The reports of Layton and his companions, submitted with other similar material to the parliament which met 4 February 1536, sealed the fate of the smaller houses. The punishment of Layton was one of the demands of the Pilgrimage of Grace.
In May 1536 Layton took part in the trial of Anne Boleyn; through the autumn he was busy assisting in the repression of the northern rebels; and when the rising was over he was a commissioner to hear confessions. From December 1536 until the end of April 1537 he sat to try the prisoners. On 24 March 1537 he and Starkey received a summons from the king to confer with the bishops on the morrow (Palm Sunday) on theological points.
Participation in the First Suppression (1536)
Layton became an important figure in the eradication of traditional religious houses, starting in 1537.
In 1534, an act of Parliament had made Henry VIII the Supreme Head of the Church. His first major action was to target the religious houses throughout the realm. Beginning in 1536 and intensifying his efforts in 1539, he disbanded monasteries, priories, convents and friaries in England, Wales and Ireland. The King appropriated their income, disposed of their assets, and provided for their former members and functions through a set of administrative and legal processes known as The Dissolution of the Monasteries.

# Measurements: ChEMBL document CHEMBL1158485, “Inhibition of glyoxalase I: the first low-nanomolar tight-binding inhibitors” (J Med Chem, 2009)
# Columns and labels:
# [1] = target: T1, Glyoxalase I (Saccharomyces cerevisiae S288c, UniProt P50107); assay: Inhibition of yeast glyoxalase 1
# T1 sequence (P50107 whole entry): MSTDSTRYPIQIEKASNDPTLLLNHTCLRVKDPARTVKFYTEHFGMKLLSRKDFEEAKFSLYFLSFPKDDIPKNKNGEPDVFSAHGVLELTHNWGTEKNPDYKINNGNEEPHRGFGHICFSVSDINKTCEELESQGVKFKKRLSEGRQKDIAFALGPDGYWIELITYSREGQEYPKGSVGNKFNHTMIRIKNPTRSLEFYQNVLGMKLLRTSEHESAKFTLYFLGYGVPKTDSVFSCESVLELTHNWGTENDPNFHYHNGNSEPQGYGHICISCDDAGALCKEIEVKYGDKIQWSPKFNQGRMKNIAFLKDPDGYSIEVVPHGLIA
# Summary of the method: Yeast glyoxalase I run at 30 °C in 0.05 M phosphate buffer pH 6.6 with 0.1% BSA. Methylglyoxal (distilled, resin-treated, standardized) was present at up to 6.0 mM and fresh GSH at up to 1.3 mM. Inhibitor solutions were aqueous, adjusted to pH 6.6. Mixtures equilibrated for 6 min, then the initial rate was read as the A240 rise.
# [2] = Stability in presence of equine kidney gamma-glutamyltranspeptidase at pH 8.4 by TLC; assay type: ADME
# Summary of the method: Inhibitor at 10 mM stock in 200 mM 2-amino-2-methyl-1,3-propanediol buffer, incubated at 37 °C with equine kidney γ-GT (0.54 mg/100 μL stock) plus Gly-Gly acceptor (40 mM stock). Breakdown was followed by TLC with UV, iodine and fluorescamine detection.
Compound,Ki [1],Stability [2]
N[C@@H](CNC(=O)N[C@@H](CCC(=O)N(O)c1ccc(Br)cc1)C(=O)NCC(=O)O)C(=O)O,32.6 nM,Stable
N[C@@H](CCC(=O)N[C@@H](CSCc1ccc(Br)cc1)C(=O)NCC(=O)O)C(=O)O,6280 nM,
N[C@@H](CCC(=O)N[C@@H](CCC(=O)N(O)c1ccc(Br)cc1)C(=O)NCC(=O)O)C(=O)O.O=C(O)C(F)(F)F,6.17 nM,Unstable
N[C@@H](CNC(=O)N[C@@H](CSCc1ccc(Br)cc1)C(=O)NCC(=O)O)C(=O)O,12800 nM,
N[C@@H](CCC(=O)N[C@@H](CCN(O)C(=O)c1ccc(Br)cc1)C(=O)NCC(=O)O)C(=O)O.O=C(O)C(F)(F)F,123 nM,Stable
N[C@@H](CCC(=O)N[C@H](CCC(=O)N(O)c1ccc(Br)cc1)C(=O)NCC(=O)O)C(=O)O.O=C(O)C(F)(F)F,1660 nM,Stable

As a chief commissioner of the Dissolution, Layton was occupied in the east and south of England, managing the surrender of various abbeys. He asked Thomas Wriothesley to recommend him for the registrarship of the Garter on 19 July 1537. On 21 July 1537 he was collated to the rectory of Harrow-on-the-Hill, where his recreations were hawking and growing pears.
Participation in the Second Suppression (1539)
Layton was appointed to the prebend of Ulleskelf at York on 20 June 1539, and a month later to the deanery of York. In his new office, he authorised the destruction of the silver shrine of St. William.
In September 1539, he made an unannounced visit to Glastonbury Abbey, accompanied by two other commissioned officers, Richard Pollard and Thomas Moyle. The three commissioners had come to interrogate the abbot, Richard Whiting. However, Layton and the others were forced to arrest Whiting, who was now advanced in years, after the abbot resisted their authority. Whiting was executed as a traitor in mid-November.
In the same year, Layton interceded for the continuance of the sanctuary at Bewley.
In 1540 he was one of the divines appointed to examine the validity of the king's marriage with Anne of Cleves.
Some time in 1543 he was employed in unravelling the conspiracy against Thomas Cranmer, and in the same year was appointed to succeed William Paget as English ambassador at Paris. The expectation of war with France, however, led to his transference to Brussels, where he arrived 10 December 1543. While at Ghent in February 1544 his health began to fail.
He died at Brussels some time in June 1544. After his death it was found that he had pawned plate belonging to the chapter at York, and the chapter had to redeem it.
- "Layton, Richard (LTN522R)". A Cambridge Alumni Database. University of Cambridge.
- This article incorporates text from a publication now in the public domain: "Layton, Richard". Dictionary of National Biography. London: Smith, Elder & Co. 1885–1900.